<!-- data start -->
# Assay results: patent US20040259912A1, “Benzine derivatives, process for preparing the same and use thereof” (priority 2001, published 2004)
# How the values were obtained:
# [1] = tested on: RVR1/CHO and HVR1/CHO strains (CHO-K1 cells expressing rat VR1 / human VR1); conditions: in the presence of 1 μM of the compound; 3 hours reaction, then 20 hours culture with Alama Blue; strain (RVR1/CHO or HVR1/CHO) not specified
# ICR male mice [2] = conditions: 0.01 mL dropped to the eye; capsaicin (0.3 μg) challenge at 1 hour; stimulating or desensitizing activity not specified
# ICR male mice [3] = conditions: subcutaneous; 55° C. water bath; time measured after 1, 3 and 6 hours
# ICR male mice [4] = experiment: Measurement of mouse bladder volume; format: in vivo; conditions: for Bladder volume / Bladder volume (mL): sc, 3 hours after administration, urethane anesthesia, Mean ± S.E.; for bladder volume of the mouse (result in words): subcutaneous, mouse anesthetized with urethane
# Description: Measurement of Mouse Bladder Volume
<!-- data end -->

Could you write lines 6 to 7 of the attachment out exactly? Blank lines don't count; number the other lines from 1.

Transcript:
# ICR male mice [4] = experiment: Measurement of mouse bladder volume; format: in vivo; conditions: for Bladder volume / Bladder volume (mL): sc, 3 hours after administration, urethane anesthesia, Mean ± S.E.; for bladder volume of the mouse (result in words): subcutaneous, mouse anesthetized with urethane
# Description: Measurement of Mouse Bladder Volume